The Ultimate Immunity Biohack
In a very short time, the average person—and not just here in America—has learned a lot about self-protection to stay well. Social distancing, washing hands, and even self-isolation when we’re sick all play key roles in preventing the spread of novel diseases. And because you read this magazine, I’m guessing you’re pretty well-versed in the supplements and herbs that can bolster your immunity, such as vitamins C and D, zinc, and medicinal mushrooms.
But are you also optimizing your immunity with your food choices? If you carry extra pounds, are diabetic, or deal with cravings, energy swings, or insomnia—in spite of all that you do to stay healthy—you may need to address another issue that dramatically impacts immunity: leptin resistance.
Leptin is a hormone produced by fat cells. It’s also found in smaller amounts in the brain (hypothalamus, pituitary), stomach and intestines, skeletal muscle, breast tissue, cartilage and bone cells, placenta, and immune cells.
Why Leptin Is so Important
Leptin is the “master hormone” that regulates immune function, activating our neutrophils and natural killer (NK) cells, according to research. Poor leptin function, or “leptin resistance,” can hamper proper immune response, contributing to both inadequate and overactive (autoimmune) immune function. Even more amazing, all of this is mostly regulated by the metabolic effects of the foods you eat.
My own experience with this happened 30 years ago, before leptin was even discovered. I had several serious autoimmune issues affecting my skin, gut, and liver. I also had thyroid problems and, as a result, was overweight. By restoring leptin’s function through years of dietary experimentation, I was able to correct my immune response and resolve inflammation throughout my body.
Regaining proper leptin function not only ended my 12-year binge-eating disorder and obesity, but it also healed my gut and microbiome (read: immunity), liver, an underactive thyroid, and rash-ravaged skin—all by giving up the high-sugar (including starches, juices, and sweet fruits) and fat-phobic food choices that had caused leptin resistance in the first place.
Thymus Function & Immunity
As we know, the elderly, have increased vulnerability to infectious diseases. Part of the reason is that thymus gland shrinks and becomes less active with age, producing fewer T-cells that fight novel pathogens. Zinc has been shown to prevent some of that lost function. But optimizing and reestablishing leptin sensitivity, according to research, is truly a game-changer when it comes to bolstering thymus function.
Activating Stem Cells
Another fascinating consideration is the current observational reports of stem cell treatments reducing lung inflammation and assisting virus sufferers in regaining lung function. Interestingly, proper leptin function has been shown to reduce body-wide inflammation and activate mesenchymal stem cells in humans. Leptin’s function has also been shown to affect lung function.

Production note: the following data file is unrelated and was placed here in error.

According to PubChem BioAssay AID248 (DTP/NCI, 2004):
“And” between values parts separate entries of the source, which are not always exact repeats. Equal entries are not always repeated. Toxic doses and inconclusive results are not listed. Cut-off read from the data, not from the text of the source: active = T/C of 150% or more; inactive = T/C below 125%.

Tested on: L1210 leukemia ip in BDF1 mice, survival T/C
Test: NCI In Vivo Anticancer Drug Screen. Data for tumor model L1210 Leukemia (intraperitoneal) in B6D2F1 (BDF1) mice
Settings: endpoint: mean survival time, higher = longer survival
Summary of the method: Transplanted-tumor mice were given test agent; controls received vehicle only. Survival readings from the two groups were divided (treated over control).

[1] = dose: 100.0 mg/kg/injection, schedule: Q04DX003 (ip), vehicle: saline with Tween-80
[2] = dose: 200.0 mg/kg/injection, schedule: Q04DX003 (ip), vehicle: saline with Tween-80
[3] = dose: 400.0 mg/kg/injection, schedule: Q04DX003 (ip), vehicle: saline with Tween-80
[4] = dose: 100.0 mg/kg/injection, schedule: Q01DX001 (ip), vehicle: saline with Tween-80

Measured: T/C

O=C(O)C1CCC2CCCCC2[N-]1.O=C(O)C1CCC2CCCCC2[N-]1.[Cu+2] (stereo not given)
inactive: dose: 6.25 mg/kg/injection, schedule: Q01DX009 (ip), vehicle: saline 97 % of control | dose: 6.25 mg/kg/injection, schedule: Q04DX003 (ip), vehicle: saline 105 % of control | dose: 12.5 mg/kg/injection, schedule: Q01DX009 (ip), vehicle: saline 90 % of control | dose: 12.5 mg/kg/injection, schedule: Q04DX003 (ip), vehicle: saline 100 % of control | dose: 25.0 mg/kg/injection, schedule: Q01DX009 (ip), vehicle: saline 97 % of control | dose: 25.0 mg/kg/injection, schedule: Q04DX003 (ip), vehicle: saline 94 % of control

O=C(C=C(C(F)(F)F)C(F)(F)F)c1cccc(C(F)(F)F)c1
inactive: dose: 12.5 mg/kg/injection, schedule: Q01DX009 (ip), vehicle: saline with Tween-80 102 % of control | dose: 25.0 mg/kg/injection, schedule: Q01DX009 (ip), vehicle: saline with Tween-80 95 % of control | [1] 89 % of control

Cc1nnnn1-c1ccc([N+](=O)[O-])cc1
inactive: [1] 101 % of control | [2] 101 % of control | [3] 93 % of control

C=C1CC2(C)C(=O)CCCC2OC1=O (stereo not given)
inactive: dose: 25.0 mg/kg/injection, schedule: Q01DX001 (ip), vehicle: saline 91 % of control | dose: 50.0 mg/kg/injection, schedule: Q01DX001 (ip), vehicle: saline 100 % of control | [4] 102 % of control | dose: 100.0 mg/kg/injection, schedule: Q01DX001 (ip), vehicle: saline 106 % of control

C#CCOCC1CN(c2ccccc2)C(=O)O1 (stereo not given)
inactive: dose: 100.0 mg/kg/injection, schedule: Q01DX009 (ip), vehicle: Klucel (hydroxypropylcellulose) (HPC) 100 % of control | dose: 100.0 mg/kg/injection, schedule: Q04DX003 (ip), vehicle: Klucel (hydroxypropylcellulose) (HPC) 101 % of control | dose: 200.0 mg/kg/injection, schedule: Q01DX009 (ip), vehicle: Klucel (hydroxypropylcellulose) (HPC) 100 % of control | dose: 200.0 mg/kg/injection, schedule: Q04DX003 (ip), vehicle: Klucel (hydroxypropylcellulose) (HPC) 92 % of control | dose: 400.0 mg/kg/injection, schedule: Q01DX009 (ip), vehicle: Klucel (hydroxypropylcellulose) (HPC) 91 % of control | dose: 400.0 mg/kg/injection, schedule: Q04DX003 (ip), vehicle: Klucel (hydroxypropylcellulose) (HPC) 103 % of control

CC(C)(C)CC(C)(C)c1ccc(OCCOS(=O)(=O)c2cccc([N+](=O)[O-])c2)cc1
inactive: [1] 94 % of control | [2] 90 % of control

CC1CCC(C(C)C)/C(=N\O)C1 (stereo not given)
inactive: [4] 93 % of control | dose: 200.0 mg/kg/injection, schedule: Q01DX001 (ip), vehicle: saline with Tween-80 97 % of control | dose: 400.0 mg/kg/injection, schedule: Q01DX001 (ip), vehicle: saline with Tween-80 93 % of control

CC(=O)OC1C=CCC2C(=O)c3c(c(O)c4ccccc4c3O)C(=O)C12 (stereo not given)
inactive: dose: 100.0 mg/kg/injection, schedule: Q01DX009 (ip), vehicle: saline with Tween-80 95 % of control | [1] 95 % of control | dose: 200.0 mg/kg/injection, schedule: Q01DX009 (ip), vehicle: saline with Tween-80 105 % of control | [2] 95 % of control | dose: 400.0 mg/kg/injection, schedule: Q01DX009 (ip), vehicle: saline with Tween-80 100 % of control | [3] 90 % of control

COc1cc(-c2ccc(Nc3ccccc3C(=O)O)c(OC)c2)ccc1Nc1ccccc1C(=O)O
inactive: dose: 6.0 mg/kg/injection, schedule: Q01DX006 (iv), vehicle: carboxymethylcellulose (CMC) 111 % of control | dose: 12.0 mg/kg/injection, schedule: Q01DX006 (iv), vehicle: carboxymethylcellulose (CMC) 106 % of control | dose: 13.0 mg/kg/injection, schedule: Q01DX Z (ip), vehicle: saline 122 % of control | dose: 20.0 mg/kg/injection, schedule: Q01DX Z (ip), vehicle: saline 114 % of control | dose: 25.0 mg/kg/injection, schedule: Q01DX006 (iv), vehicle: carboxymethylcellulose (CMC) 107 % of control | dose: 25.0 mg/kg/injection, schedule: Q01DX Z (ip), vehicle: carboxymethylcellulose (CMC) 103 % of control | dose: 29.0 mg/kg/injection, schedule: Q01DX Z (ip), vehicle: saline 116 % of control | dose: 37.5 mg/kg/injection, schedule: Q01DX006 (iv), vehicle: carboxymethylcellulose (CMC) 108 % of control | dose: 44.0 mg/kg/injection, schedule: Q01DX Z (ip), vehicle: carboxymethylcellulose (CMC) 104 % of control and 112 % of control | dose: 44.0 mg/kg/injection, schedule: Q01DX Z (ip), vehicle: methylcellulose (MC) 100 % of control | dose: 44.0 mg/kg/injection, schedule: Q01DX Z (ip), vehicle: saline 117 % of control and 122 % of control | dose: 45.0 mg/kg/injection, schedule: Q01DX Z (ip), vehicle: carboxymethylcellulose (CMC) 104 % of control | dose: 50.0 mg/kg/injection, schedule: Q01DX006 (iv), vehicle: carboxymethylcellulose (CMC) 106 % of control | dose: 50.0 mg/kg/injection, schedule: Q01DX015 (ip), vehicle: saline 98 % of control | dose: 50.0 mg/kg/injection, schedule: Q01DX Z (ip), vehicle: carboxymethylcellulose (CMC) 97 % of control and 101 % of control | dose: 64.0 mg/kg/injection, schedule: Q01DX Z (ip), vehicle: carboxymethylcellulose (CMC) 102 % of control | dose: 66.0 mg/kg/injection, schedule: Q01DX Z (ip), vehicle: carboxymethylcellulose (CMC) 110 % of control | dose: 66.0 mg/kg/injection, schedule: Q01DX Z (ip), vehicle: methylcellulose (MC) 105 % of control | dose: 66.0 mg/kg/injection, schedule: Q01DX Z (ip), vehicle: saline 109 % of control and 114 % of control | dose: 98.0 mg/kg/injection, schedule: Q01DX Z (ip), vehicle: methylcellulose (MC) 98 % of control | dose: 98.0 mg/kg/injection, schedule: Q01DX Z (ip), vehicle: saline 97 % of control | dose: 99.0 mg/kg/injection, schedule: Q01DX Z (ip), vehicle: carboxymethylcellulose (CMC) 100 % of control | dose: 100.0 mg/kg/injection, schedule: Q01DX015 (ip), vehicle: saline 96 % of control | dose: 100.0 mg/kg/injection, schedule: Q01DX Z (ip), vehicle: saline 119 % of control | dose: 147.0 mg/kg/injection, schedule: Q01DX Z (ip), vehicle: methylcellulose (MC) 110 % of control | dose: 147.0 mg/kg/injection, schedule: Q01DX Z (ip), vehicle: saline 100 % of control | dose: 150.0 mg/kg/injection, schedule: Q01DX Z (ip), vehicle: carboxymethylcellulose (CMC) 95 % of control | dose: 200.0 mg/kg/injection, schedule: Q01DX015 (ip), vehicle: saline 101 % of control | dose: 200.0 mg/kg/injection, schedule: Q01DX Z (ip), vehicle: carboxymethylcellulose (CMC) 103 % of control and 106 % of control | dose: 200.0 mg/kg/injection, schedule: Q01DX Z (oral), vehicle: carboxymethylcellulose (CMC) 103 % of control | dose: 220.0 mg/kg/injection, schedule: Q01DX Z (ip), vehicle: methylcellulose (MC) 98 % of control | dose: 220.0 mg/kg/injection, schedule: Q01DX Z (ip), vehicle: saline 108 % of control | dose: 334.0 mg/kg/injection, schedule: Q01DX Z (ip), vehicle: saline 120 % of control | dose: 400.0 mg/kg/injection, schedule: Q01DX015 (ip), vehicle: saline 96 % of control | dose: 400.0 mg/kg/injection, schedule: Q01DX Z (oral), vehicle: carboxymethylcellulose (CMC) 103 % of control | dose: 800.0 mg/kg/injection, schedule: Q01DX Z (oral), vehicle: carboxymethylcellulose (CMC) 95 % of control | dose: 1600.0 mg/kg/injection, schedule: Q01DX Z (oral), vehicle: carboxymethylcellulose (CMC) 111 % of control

It’s important to note that it’s not the elevation of leptin that is good. Quite the contrary: it’s the lowering of leptin—just like the lowering of insulin—that helps us regain sensitivity to it.
Dietary Dos & Don’ts
Consistent and life-long achievement and maintenance of proper leptin function—affecting virtually all systems of the body—is something that should be pursued carefully, since it involves shifting the body into its intended fat-burning state, often with some transitional discomfort due to yeast die-off and energy interruption. It takes me at least 12 hours to teach folks how to adapt their own lifestyle to this profound dietary change (biologically, logistically, culturally, culinarily), even after 30 years of firsthand experience and practical honing. All online guidelines I’ve seen include many foods or loopholes (even in protein amounts) that can preclude success.
Because everyone’s leptin-optimizing fat, carb, and protein ratios will be slightly different, the best way to go about it on your own is to very gradually cut carbs and increase a wide variety of quality plant and animal fats (always grass-fed) until you experience classic symptoms of leptin sensitivity —decreased appetite, loss of excess (inflammation-related) fluid, clearing of brain fog, better sleep, and enhanced, balanced energy.
Of course, you must not eat any processed foods. Dark greens are your best plant foods (even too many cooked vegetables can throw you off here). It took me almost 2 years before a quantum “leap” into leptin sensitivity took place. And when it happens, those symptoms I just mentioned will only be the beginning of a new era affecting every aspect of your health. You can elevate your own radiant potential—including your mood and ability to cope with stressful and changing circumstances—in one of the most powerful ways possible.
Written by Kat James for Better Nutrition and legally licensed through the Matcha publisher network. Please direct all licensing questions to firstname.lastname@example.org.